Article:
Egypt will be expanding cooperation with Russia following a diplomatic fallout with the United States after President Mohammad Mursi’s ouster, Foreign Minister Nabil Fahmy said on Saturday.
Russia’s defense and foreign ministers are expected to visit Cairo to discuss arms sales and political relations, Agence France-Presse reported.
Ties between Washington and strategic ally Cairo have deteriorated since Mursi’s overthrow by the military. On Oct. 9, the United States froze part of its $1.5 billion annual aid pending progress on democracy and human rights, following the crackdown on Mursi supporters which left more than 1,000 people dead.
Fahmy said relations with the United States have improved with Secretary of State John Kerry’s visit last week.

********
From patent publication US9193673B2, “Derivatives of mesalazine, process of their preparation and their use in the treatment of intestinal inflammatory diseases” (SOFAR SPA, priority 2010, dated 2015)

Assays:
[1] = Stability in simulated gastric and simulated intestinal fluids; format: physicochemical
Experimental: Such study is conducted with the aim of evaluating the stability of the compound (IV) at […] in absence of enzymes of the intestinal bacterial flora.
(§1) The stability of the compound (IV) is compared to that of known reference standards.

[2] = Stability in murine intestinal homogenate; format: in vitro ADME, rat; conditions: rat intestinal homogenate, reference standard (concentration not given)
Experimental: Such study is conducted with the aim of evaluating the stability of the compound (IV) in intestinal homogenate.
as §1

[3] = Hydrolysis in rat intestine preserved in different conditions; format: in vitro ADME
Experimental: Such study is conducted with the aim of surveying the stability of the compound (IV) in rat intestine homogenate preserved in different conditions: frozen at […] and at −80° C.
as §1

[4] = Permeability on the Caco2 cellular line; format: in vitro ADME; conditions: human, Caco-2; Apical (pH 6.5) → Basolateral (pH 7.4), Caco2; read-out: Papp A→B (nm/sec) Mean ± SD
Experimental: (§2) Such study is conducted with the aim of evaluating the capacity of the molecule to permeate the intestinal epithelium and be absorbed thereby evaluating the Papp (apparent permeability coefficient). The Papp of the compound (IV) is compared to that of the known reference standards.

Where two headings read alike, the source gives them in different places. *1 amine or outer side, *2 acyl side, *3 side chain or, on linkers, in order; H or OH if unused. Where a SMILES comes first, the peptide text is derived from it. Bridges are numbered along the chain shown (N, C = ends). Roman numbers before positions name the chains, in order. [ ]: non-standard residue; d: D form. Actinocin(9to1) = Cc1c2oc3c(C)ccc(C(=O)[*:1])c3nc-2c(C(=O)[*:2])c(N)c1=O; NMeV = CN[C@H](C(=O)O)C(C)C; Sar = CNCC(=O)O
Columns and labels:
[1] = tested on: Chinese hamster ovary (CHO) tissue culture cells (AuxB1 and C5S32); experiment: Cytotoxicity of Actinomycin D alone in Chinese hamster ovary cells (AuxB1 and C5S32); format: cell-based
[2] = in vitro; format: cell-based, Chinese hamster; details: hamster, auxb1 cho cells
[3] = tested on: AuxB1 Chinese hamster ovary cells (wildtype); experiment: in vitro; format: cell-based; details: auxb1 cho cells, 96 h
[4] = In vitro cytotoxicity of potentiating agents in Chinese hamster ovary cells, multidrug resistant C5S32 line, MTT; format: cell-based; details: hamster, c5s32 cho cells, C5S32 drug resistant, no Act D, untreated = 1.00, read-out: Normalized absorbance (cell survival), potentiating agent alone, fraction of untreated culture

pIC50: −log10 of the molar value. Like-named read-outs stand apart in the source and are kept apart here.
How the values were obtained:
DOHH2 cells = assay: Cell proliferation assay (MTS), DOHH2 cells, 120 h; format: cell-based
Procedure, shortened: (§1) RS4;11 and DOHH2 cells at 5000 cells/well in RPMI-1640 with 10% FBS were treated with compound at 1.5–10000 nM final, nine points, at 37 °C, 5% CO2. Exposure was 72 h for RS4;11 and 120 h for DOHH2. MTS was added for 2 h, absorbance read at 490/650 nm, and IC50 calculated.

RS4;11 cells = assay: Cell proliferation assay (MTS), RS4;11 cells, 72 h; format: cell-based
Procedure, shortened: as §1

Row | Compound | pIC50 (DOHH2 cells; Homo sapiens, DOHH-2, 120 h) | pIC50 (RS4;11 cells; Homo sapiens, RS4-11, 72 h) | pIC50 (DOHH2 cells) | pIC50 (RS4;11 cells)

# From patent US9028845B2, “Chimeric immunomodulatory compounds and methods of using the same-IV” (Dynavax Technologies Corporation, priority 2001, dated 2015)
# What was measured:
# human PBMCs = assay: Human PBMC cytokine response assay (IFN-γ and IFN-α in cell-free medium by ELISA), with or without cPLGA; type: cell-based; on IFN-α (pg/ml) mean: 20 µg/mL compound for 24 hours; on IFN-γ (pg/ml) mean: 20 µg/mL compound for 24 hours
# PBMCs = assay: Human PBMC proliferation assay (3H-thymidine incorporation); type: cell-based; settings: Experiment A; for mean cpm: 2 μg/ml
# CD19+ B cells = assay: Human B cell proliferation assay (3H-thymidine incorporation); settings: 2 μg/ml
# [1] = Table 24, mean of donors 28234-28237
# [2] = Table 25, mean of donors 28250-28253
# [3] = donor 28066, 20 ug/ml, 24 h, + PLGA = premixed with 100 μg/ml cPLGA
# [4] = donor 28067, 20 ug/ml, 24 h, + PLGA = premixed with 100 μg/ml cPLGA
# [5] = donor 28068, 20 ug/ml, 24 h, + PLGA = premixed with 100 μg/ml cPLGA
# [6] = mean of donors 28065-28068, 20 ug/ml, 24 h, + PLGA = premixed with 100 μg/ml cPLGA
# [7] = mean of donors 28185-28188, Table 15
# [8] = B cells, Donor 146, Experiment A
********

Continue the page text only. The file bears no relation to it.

During his visit, the first since Mursi’s overthrow by the military in July, the Secretary of State said the United States is committed to working with the Egyptian government.
He also said he wanted to express to the Egyptian people “as clearly and as forcefully as I can in no uncertain terms, that the United States is a friend of the people of Egypt, of the country of Egypt, and we are a partner.”
But Fahmy said that Egypt is taking a more “independent” approach and broadening its choices.
“Independence is having choices. So the objective of this foreign policy is to provide Egypt with choices, more choices. So I'm not going to substitute. I'm going to add,” he was quoted as saying in an interview with AFP.
“I see this as a beginning of a new phase,” he said.
Kerry’s visit “left better sentiments here in Egypt,” the Egyptian FM said.
“It does not mean everything has been resolved. It does not mean there won’t be hiccups in the relationship in the future,” Fahmy was quoted as saying.
Egypt had close ties with Russia before president Anwar Sadat made peace with Israel in 1979, leading to $1.3 billion in annual U.S. military aid.